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Be Cautious Offering Guidance

Guidance is hard.

Seriously, you’d think it would be easy. You’d think you say things like, don’t shrink your database, most tables should have a clustered index, never go against a Sicilian when death is on the line, don’t mix sharks and tornados, and that would be it. You’d be done. But it’s not that easy. Even worse, it’s SHOCKINGLY easy to get stuff wrong.

An example.

I was looking at information over at Microsoft Developers Network (MSDN) in the SQL Server Books Online. I was reading through information about wait types when I found this little beauty:

Occurs when trying to synchronize the query processor exchange iterator.

Know what that is? Yeah, OK, a few of you who memorize wait stats do (shut up Tom), but most of us won’t recognize the CXPACKET wait. Maybe if Bob Ward explained it:

Used to synchronize threads involved in a parallel query. This wait type only means a  parallel query is executing.

Oh, well, heck, that makes sense. But that’s not what I’m going off about here. No. What I’m freaked about is the next sentence over at Microsoft:

You may consider lowering the degree of parallelism if contention on this wait type becomes a problem.

Go run this query:

SELECT * FROM sys.dm_os_wait_stats;

(or you can use sys.dm_db_wait_stats on a WASD database)

There’s a pretty good chance, on most servers that have multiple CPUs, that you’re going to see CXPACKET within the top 5 or maybe top 10 waits. Now, using Microsoft’s guidance, you should immediately go and reduce the parallelism on your server, right?

NO! No, no, no, no, no, no. NO!

There are a ton of things you should do first. For example, as we see from Bob Ward’s explanation, this just indicates that you have parallel queries. It doesn’t mean that you have a problem with parallel queries. Parallel queries are good. Some people (Adam, looking at you here) go out of their way to try to get parallel queries (where appropriate). So no, you shouldn’t be setting MAXDOP = 1 the first time you see CXPACKET waits.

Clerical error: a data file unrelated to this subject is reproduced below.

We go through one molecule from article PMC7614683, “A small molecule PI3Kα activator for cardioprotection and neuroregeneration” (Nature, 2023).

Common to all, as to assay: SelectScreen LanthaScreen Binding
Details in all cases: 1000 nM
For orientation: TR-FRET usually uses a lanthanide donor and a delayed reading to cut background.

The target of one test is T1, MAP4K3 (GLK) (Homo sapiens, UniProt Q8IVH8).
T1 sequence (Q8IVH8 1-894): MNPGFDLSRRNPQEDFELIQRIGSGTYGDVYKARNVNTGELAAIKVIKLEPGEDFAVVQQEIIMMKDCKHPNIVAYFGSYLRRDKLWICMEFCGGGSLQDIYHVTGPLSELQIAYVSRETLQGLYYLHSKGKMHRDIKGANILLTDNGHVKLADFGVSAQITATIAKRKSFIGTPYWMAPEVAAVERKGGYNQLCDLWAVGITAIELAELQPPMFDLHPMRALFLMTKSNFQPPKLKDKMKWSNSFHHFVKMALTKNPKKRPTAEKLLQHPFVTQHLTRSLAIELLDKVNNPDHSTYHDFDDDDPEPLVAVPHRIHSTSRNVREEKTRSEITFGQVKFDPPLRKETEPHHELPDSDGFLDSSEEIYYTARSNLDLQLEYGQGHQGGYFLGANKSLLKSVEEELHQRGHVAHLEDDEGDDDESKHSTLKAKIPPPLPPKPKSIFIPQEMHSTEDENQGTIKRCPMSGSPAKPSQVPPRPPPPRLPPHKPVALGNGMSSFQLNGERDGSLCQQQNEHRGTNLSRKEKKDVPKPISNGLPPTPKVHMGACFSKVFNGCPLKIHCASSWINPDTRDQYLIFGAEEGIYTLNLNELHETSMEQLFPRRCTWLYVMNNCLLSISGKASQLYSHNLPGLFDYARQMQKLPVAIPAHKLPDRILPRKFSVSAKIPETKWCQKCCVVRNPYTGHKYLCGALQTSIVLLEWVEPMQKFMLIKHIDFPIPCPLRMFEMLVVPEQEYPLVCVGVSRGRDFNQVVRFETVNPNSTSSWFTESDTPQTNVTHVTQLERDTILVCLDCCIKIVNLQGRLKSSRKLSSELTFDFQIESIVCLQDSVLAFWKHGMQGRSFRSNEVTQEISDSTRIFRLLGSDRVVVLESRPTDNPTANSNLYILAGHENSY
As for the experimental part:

Instead, check to see if you have other indications of excessive CPU usage. Do you have queues on the CPU? Do you have queries that are using excessive amounts of CPU?

Let’s say you do have high CPU. Time for MAXDOP = 1 right? No! Stop! Let’s try this first. Let’s go see what the Cost Threshold for Parallelism is set to on your server. The default is 5. That’s an INSANELY low number. It’s using the cost estimates of the query to arrive at which plans might benefit from parallelism. So, if we think we’re suffering from excessive parallelism, instead of turning it off, let’s first try raising the threshold a bit, say to 35. Run with that for a week on the server and see how things stand now. We can also try, oh, I don’t know, tuning the query, making sure we have good indexes, making sure we have good statistics, in short, a whole bunch of stuff before we resort to MAXDOP = 1.

Guidance is hard. But you really can’t afford too be this far off the mark. Go and read through the guidance offered by Bob Ward. It’s not one sentence. It can’t be. Offering guidance requires quite a lot of information because there is seldom a one sentence answer that adequately covers guiding someone through a problem, or even identifying if you have a problem. We, the crazy people who try to tell others what to do, need to be careful when providing glib and simple answers to complex problems.

Oh, and avoid land wars in Asia too.

UPDATE: While this was good information, things sometimes do move quickly on the internet. Microsoft has updated their entry on CXPACKET waits. Read all about it here.

I suddenly feel like the Man in Black fighting Fezzik:

I just want you to feel you’re doing well.

The Scary DBA

I have twenty+ years experience in IT. That time was spent in technical support, development and database administration. I work forRed Gate Software as a Product Evangelist. I write articles for publication at SQL Server Central, Simple-Talk, PASS Book Reviews and SQL Server Standard. I have published two books, ”Understanding SQL Server Execution Plans” and “SQL Server 2008 Query Performance Tuning Distilled.” I’m one of the founding officers of the Southern New England SQL Server Users Group and its current president. I also work on part-time, short-term, off-site consulting contracts. In 2009 and 2010 I was awarded as a Microsoft SQL Server MVP. In the past I’ve been called rough, intimidating and scary. To which I usually reply, “Good.” You can contact me through grant -at- scarydba dot kom (unobfuscate as necessary).


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